The purported President of PAWGI is Bruce C. Kenwood. A Bruce Kenwood is also identified by WHOIS as pawgi.org’s domain registrant. Someone claiming to be Kenwood wrote to the National Post, turning down an interview request and criticizing media coverage of Amaruk.

But despite all these names and titles, the story always seems to keep coming back to Christopher Fragassi. CBC reports that he is listed as co-CEO of a number of other companies, and that the domain names for all these were registered in B.C. by him. What’s more, he alone is listed on Amaruk’s B.C corporate registry entry.

Christopher Fragassi-Bjørnsen (Google Plus).

Christopher Fragassi-Bjørnsen (Google Plus).

So who is Christopher Fragassi? It’s hard to say exactly. Curiously, CBC News has actually used him as a source before. A September 2012 story identifies him as a Yukon guide who was concerned people were poaching caribou near the border between Yukon and the Northwest Territories. Local conservation officers denied the story, saying there was no evidence of poaching in the area.

The story was followed up by Yukon News, who quoted a Maarten Harteveld (purportedly of Holland) as backing up Fragassi’s claims. [Unsurprisingly, Harteveld was, until recently, listed as Technical Director, The Netherlands on Amaruk’s technical committee.] And who else did Yukon News quote? Fragassi—who corresponded by email. He claimed to have been leading expeditions in the area for over 10 years.

More than a year earlier (in January 2011), Christopher Fragassi was named the new President of the British Columbia Chapter of the Canadian Section of The Wildlife Society. His contact information includes an Amaruk email address. He was still listed as President of the British Columbia Chapter a year and a half later in June 2012. The next issue of the newsletter after that notes a change in president in both the BC and Manitoba chapters.

Fragassi was also tapped as a survival consultant for a video-game kickstarter project that ended up raising more than $250,000 Canadian. In a publicity letter introducing (and praising) himself to supporters, he identifies himself as having begun his education at Oregon State University (OSU) in Fish and Wildlife Management. [Curiously a now-deleted academia.edu page (see cache here) lists a Christopher Fragassi as a Department Member in Forest Ecosystems and Society at OSU. Even more curiously, a number of OSU webpages identify a Christopher Fragassi as a student there over the past few years. A Christopher Fragassi of Sooke, B.C. (then identified as a sophomore in natural resources) received a Crucilla Shepherd Smith Scholastic Award for the 2011-12 academic year. He received the same award in 2011, 2012, and 2013.]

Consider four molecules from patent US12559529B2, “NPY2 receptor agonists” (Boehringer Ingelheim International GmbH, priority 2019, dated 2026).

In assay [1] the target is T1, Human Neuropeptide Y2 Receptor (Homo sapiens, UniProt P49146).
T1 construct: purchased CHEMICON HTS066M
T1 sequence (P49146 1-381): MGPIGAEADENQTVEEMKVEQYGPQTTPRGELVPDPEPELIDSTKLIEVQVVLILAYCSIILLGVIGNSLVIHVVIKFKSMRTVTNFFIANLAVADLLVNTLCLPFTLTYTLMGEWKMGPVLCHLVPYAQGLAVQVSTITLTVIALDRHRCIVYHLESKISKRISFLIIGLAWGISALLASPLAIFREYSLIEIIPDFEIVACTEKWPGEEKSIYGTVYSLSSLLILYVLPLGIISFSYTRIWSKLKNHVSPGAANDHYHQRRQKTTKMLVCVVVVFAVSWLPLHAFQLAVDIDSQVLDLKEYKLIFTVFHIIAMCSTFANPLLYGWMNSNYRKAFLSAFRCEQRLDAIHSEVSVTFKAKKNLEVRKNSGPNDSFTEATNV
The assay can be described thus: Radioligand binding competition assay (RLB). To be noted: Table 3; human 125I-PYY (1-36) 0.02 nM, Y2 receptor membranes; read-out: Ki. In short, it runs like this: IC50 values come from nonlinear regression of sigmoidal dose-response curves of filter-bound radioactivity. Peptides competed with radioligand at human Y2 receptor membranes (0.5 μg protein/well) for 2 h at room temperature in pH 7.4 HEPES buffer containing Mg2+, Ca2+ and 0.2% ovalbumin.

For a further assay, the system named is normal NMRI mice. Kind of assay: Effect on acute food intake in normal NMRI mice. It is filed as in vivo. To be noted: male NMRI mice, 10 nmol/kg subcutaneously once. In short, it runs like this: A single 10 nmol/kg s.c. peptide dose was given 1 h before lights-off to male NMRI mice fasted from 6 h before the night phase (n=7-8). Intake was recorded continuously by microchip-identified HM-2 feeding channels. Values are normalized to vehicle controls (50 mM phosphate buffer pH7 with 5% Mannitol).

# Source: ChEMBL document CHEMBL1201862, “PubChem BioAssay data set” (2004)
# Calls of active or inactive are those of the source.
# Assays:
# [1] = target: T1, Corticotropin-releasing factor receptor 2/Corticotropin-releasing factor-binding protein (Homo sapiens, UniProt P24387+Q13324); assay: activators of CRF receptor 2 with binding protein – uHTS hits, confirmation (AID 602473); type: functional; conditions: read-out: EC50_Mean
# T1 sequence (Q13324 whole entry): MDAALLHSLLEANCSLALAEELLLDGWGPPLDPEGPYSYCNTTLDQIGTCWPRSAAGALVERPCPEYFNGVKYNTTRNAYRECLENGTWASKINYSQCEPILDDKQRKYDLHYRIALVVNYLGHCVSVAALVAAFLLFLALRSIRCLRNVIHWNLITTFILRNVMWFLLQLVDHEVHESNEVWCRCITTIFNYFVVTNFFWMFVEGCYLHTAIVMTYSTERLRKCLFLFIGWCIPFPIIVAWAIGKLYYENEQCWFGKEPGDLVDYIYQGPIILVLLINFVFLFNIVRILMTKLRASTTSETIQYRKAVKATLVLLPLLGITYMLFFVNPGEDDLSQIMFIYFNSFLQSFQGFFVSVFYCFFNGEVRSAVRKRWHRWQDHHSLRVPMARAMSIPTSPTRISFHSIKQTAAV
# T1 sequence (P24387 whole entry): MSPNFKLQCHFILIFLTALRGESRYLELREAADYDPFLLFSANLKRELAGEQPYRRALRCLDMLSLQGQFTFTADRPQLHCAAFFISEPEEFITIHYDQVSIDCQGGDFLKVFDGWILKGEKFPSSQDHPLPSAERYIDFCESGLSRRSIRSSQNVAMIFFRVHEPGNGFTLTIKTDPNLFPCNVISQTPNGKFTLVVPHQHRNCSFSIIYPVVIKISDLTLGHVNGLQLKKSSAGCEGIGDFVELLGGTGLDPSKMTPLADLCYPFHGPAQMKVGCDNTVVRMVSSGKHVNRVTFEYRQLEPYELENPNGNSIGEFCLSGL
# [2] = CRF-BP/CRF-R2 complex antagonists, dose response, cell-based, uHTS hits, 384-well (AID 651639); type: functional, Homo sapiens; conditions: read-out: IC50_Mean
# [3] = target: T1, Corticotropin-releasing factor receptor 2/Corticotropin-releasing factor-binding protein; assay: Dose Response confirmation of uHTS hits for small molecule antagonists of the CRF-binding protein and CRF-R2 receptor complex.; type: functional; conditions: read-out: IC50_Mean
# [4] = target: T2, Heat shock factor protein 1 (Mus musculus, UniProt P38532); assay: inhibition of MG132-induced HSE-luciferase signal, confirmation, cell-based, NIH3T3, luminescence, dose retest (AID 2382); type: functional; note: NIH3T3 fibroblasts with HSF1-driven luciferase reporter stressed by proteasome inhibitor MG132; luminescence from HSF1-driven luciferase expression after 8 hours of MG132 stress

If, indeed, as some have suggested all the various agents identified by Amaruk and PAWGI are all one and the same person, it may well be that Fragassi (or Fragassi-Bjørnsen as he goes by more recently) is where the buck finally stops. At any event, he doesn’t seem to be too keen at all the attention put on him as of late. DailyXtra is reporting that he intends to sue CBC News, Sun TV, and The National Post. And he’s already facing a human rights challenge for religious discrimination over his treatment of Bethany Paquette.

Still, legal challenges may be nothing new to him. It appears the same was named a defendant in a legal proceeding brought earlier by Call of the Wild—way back in 2007. Fragassi had apparently been operating an organization called Call of the Wild Expeditions. Fragassi either lost the trademark case or acquiesced, as the trademark registered by Fragassi was subsequently transferred to the plaintiff.

Frankly, I don’t fancy his chances in his current legal troubles either.